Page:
Another Perspective

A Pattern of Blindness

The Bush years remind us over and over that government -- when it matters most --doesn't work.

By 2.6.06

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"I've asked why nobody saw it coming," explained Secretary of State Condoleezza Rice regarding the striking victory by the militant group Hamas in the recent Palestinian election.

Good question. It's not like Ms. Rice's department was blindsided by a surprise election in Botswana or some other place of no consequence in the administration's battle to neutralize the evildoers of this world. This was front-line territory grabbed by a top terrorist group.

Gallup could have probably called the election correctly to within a point or two with 10 pollsters in the field for two days. The State Department, in contrast, couldn't see it coming with a $30 billion budget and 30,000 employees.

It was the same with Katrina. Three days after the storm hit, the official word from the White House was that the storm's horrendous damage was unexpected and unpredicted. "I don't think anybody anticipated the breach of the levees," explained President Bush.

In fact, detailed warnings about Hurricane Katrina's probable impact, including forecasts of breached levees, massive flooding and major losses of life and property, were steadily flowing into the White House for 48 hours before the storm made landfall.

A warning from the Department of Homeland Security the day before Katrina hit predicted that a storm rated Category 4 or greater "will likely lead to severe flooding and/or levee breaching, leaving the New Orleans metro area submerged for weeks or months." Katrina made landfall, as predicted, at Category 4 strength.

In Senate hearings, William Lokey, the chief of response operations at the Federal Emergency Management Agency, testified that he was unaware of the offer from the Interior Department to send planes, trucks, boats, and personnel to help rescue Katrina's victims. In addition, state and city officials, in what appeared to be a turf war between politicians, turned down federal assistance in the early and critical stages of the storm.

"Communications and coordination was lacking, preplanning was lacking," explained Lokey. "We were not prepared for this."

In short, the lack of government preplanning rose to the level of being criminally negligent, the federal government's top "coordinating" officer wasn't coordinating, and the politicians busied themselves bickering about who should run the rescue efforts that weren't occurring.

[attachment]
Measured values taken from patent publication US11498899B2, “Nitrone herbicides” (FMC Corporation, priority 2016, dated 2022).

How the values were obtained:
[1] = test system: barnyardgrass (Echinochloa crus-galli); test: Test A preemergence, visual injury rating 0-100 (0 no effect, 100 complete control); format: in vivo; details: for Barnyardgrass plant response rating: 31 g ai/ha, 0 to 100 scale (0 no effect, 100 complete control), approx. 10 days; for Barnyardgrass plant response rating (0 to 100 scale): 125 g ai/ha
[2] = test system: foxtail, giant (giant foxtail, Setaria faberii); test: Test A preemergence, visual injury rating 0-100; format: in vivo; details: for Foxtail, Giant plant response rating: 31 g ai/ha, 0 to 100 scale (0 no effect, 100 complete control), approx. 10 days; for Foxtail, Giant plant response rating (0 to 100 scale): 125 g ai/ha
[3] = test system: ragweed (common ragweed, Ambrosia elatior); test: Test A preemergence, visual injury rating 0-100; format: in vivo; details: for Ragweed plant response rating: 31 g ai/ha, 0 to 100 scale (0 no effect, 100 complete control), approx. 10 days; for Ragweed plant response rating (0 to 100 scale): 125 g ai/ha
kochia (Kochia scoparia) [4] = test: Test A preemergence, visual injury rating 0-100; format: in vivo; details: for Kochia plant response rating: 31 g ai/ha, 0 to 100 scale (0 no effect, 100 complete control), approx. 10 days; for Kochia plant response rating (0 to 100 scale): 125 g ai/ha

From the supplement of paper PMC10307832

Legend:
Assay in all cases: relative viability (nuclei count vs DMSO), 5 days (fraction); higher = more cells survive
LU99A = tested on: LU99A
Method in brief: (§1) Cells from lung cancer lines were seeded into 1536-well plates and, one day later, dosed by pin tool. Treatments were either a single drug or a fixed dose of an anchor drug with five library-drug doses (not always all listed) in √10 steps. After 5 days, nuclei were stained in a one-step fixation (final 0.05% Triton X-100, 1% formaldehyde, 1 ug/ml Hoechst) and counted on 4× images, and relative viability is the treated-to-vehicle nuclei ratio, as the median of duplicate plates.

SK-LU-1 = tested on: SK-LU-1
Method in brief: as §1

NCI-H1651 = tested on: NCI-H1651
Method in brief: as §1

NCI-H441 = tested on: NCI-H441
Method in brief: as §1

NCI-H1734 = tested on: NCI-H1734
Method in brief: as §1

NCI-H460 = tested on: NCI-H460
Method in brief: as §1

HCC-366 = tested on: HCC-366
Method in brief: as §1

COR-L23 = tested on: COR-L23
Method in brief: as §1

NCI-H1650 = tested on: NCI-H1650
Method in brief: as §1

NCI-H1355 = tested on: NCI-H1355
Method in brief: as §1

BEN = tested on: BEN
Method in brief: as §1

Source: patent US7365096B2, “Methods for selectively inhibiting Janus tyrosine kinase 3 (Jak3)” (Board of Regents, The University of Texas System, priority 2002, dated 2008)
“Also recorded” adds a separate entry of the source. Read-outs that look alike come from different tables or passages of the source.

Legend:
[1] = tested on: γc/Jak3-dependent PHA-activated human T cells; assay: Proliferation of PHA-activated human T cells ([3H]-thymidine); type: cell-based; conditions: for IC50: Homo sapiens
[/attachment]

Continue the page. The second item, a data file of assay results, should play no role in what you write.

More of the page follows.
Today, after more than 1,300 Katrina-related deaths and more than 3,200 people still officially unaccounted for, a Senate inquiry into the government's response to Katrina has been effectively crippled by a White House gag order that prohibits administration officials and presidential advisers from testifying before Congress.

Defending the administration's decision to withhold documents and testimony, White House spokesman Trent Duffy explained that the White House is seeking to "preserve any president's ability to get advice from advisers on a confidential basis."

Go back to July 2001, two months before the attack of Sept. 11, and the same government ineptness was on full display in the FBI. Kenneth Williams, a counterterrorism agent in the FBI's office in Phoenix -- who'd done previous duty with the Osama bin Laden unit of the FBI's international terrorism section -- noticed a large number of suspects signing up for flight training. A lengthy memo from the Phoenix FBI office to the agency's Washington headquarters warning that bin Laden might be using flight schools in the United States was wholly ignored by the D.C. bureaucracy.

Newsweek's Michael Isikoff and Michael Hirsch reported in May 2002 that the missed signal from Phoenix was just "part of a whole summer of missed clues that, taken together, seemed to presage the terrible September of 2001."

The failures were at every level, explained Isikoff and Hirsch, "from the shortcomings in the law-enforcement trenches -- the FBI's poor record at domestic surveillance, the CIA's poor record at infiltrating Islamic groups and the lack of cooperation between the two agencies -- to the fixed strategic mind-set of the Bush administration."

On August 6, five weeks prior to the September 11 attack, President Bush received a "presidential daily brief" at his Crawford ranch that specifically pointed to the threat of al-Qaeda hijacking airplanes within the United States.

In Senate testimony eight months after the attack, Secretary of State Rice declared, "I don't think anyone could have predicted that these people would take an airplane and slam it into the World Trade Center."

And who could have predicted that Hamas would win, or that the levees wouldn't hold? Anyone see a pattern?

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About the Author
Ralph R. Reiland is the B. Kenneth Simon professor of free enterprise and an associate professor of economics at Robert Morris University in Pittsburgh.